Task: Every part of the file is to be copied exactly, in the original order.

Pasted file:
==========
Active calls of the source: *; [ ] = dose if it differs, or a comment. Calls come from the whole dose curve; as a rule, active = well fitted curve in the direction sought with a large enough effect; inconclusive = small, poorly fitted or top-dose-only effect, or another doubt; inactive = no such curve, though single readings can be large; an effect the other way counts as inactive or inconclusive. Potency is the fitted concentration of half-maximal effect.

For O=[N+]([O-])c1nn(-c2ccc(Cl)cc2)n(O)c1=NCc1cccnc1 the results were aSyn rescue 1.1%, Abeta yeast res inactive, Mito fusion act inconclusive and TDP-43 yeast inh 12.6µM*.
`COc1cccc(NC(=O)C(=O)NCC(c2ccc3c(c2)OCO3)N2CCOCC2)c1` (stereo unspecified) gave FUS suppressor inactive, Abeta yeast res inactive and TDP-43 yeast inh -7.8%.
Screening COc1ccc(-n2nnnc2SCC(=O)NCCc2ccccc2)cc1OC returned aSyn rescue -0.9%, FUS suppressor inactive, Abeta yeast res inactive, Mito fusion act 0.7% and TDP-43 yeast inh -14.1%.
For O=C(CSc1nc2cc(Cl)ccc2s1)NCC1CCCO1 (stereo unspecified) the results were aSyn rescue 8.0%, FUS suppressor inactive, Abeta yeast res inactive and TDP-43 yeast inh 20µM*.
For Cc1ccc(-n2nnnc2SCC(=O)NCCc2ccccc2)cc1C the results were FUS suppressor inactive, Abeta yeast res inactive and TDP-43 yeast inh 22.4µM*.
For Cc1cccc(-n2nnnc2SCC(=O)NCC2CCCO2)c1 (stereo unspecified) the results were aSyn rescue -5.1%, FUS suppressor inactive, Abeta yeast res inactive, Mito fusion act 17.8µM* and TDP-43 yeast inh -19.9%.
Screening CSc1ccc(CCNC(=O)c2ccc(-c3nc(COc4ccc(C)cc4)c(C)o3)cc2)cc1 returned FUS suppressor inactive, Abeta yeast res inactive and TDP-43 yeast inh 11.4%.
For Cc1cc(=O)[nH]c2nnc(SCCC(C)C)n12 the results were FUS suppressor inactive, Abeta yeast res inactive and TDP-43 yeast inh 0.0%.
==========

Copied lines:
Active calls of the source: *; [ ] = dose if it differs, or a comment. Calls come from the whole dose curve; as a rule, active = well fitted curve in the direction sought with a large enough effect; inconclusive = small, poorly fitted or top-dose-only effect, or another doubt; inactive = no such curve, though single readings can be large; an effect the other way counts as inactive or inconclusive. Potency is the fitted concentration of half-maximal effect.

For O=[N+]([O-])c1nn(-c2ccc(Cl)cc2)n(O)c1=NCc1cccnc1 the results were aSyn rescue 1.1%, Abeta yeast res inactive, Mito fusion act inconclusive and TDP-43 yeast inh 12.6µM*.
`COc1cccc(NC(=O)C(=O)NCC(c2ccc3c(c2)OCO3)N2CCOCC2)c1` (stereo unspecified) gave FUS suppressor inactive, Abeta yeast res inactive and TDP-43 yeast inh -7.8%.
Screening COc1ccc(-n2nnnc2SCC(=O)NCCc2ccccc2)cc1OC returned aSyn rescue -0.9%, FUS suppressor inactive, Abeta yeast res inactive, Mito fusion act 0.7% and TDP-43 yeast inh -14.1%.
For O=C(CSc1nc2cc(Cl)ccc2s1)NCC1CCCO1 (stereo unspecified) the results were aSyn rescue 8.0%, FUS suppressor inactive, Abeta yeast res inactive and TDP-43 yeast inh 20µM*.
For Cc1ccc(-n2nnnc2SCC(=O)NCCc2ccccc2)cc1C the results were FUS suppressor inactive, Abeta yeast res inactive and TDP-43 yeast inh 22.4µM*.
For Cc1cccc(-n2nnnc2SCC(=O)NCC2CCCO2)c1 (stereo unspecified) the results were aSyn rescue -5.1%, FUS suppressor inactive, Abeta yeast res inactive, Mito fusion act 17.8µM* and TDP-43 yeast inh -19.9%.
Screening CSc1ccc(CCNC(=O)c2ccc(-c3nc(COc4ccc(C)cc4)c(C)o3)cc2)cc1 returned FUS suppressor inactive, Abeta yeast res inactive and TDP-43 yeast inh 11.4%.
For Cc1cc(=O)[nH]c2nnc(SCCC(C)C)n12 the results were FUS suppressor inactive, Abeta yeast res inactive and TDP-43 yeast inh 0.0%.